Chat with us, powered by LiveChat

Inbound Marketing and Your Business

Inbound Marketing and Your Business

keybaord with inbound marketing as the enter buttonThe growth of inbound marketing reflects a change in attitude in the marketing world, one that has been driven by the growth of the Net. Just as the rise of Google and other search engines created an entirely new set of rules for businesses over the past 15 years, new technologies – especially social sharing sites like Facebook and Twitter – have resulted in a changing paradigm online. This was confirmed last week when SEO company SEOMoz announced a reboot with a new, SEO-free name, Moz. But this change offers opportunities, especially for small businesses.

Time Goes By, and Marketing Moves Forward

Online marketing pioneers learned in the early 2000s that search engine information was important in the fight to convert curious consumers into happy customers. The earliest search engines (like Yahoo and Lycos) incorporated categories in which businesses could list themselves. These directories weren’t particularly easy to use, but they still helped consumers find what they wanted. Looking for sports equipment sellers in the old days meant searching directories based on your city, finding link networks, and looking for contact information and prices.

Fast forward to the modern internet marketing scene, when directories are not the first place users look. Instead, search engines use their own secure algorithms to deliver suitable query results on the fly. Looking for sports equipment these days means that the search engine will likely use a cookie or account information to find the nearest sports stores, and then filter through hundreds of thousands of different pages with relevant terms, each ranked according to different standards. Google’s algorithm alone uses hundreds of unique criteria to determine which sites rank more highly than others.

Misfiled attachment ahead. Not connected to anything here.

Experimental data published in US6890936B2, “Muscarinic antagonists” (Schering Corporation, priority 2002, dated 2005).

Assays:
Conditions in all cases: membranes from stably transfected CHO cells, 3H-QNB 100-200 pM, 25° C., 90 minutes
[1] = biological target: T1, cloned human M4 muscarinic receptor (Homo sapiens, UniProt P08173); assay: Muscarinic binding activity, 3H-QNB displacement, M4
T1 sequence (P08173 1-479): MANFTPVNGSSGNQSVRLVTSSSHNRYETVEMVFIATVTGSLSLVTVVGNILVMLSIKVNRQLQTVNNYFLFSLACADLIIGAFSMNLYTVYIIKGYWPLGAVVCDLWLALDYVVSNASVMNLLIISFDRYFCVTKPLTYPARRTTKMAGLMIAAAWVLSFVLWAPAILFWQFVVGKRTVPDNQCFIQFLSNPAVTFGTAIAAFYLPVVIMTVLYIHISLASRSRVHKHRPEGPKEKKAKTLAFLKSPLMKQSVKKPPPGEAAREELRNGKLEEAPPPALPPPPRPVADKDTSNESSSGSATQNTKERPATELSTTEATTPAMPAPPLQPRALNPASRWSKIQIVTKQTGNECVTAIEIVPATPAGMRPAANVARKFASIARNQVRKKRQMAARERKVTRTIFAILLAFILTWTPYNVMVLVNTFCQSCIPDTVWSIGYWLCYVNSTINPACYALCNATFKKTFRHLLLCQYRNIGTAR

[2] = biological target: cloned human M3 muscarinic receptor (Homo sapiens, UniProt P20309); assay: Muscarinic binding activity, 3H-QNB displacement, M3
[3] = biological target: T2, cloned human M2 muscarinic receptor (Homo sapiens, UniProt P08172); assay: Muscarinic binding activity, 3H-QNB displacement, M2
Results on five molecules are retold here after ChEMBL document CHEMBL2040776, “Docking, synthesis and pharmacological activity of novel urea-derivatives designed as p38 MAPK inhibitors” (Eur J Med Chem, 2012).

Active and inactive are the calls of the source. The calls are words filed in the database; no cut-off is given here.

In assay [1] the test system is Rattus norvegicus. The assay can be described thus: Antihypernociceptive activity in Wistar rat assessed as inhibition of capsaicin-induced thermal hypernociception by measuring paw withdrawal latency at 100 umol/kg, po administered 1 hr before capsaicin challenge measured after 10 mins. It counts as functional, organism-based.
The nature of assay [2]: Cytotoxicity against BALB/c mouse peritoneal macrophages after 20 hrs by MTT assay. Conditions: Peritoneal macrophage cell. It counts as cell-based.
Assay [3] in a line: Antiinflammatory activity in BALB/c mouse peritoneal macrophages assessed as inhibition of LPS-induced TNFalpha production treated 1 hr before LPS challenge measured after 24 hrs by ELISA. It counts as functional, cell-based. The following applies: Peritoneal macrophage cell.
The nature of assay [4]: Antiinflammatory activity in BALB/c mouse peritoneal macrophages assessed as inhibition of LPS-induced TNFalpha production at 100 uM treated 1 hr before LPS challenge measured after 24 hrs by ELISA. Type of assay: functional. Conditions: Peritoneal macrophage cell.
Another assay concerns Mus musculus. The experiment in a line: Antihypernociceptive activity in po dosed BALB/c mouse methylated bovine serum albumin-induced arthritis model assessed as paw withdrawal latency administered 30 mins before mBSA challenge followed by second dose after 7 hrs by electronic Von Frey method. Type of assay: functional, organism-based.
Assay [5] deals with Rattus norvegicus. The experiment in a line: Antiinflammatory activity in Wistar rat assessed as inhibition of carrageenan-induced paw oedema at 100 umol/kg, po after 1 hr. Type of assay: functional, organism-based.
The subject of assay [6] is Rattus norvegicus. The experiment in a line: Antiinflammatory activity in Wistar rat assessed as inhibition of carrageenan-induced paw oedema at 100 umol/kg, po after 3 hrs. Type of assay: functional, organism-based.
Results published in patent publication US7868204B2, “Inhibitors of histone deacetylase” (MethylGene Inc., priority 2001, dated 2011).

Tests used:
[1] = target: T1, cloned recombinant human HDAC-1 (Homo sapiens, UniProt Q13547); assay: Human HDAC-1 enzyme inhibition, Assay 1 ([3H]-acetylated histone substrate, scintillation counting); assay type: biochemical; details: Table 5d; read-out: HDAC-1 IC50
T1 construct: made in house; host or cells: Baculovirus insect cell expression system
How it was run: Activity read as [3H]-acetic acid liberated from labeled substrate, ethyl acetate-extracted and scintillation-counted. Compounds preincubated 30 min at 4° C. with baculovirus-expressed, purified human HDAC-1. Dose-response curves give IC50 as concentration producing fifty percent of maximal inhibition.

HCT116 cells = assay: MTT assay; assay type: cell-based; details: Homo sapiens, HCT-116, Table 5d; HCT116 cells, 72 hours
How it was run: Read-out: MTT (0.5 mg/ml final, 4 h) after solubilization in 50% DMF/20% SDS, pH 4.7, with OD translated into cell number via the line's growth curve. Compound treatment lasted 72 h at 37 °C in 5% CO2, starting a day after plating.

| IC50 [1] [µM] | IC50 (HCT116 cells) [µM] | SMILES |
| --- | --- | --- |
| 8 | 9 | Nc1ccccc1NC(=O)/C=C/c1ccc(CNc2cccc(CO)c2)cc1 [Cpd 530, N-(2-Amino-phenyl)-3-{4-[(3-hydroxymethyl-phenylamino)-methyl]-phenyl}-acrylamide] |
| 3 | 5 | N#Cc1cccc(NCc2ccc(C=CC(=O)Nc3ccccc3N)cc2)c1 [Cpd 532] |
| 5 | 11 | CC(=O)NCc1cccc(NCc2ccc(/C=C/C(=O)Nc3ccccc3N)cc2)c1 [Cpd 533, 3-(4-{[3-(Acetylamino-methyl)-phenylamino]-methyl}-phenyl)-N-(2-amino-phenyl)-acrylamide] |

At the same time, users’ “brain bandwidth”  for online interactions has narrowed. Customers have learned to ignore the online deluge of banner ads and emails, as well as other traditional outbound techniques like phone marketers.  And users have also become accustomed to being able to find information online immediately.  Inbound marketing is a set of practices that respond to these changes.

What The Shift Means For Business

What this means is that inbound marketing techniques are replacing some SEO practices used to improve search result rankings in the past. Old techniques included link buying from overseas link farms, keyword stuffing on web pages and non-newsworthy press releases. Today, inbound marketing focuses on engaging with customers to create an ongoing relationship and the opportunity for future purchases. Priorities now focus on:

  • Videos, blogs, news articles,  and infographics. Basically any form of original content added to a site. The focus is on original, relevant and helpful content, added regularly.
  • Social media engagement, such as Facebook or Twitter, that amplify brand awareness by word-of-mouth.
  • Mobile-friendly sites, which can be found anytime and anywhere.
  • Emphasis on website design, especially user experience. A website interface needs to be intuitive and easy to navigate, or consumers will quickly move on to the next search engine result.
  • An influential presence in one’s niche, by adding valuable assets to a website and conveying a sense of expertise in the field.

This is good news for consumers because it means that companies can no longer game the system simply by stuffing their pages with keywords. For businesses, inbound marketing raises the bar a few notches. It means that investments in SEO services over the past few years are quickly becoming obsolete.  But it also provides new opportunities to compete in the market online. Companies need to work smarter, not necessarily harder. Focusing on good quality, useful content and customer engagement requires creativity, consistency and an understanding of the particular market.

A Balancing Act

While some of the old rules of SEO are dead, the basic tasks of understanding and analyzing traffic, choosing keywords and benchmarking remain important. Search engines are still responsible for the vast majority of link redirection worldwide and neglecting the prerequisites of search engine optimization is a mistake companies cannot afford to make. A solid approach to marketing balances the requirements of search engines with the opportunity to connect with real, human customers.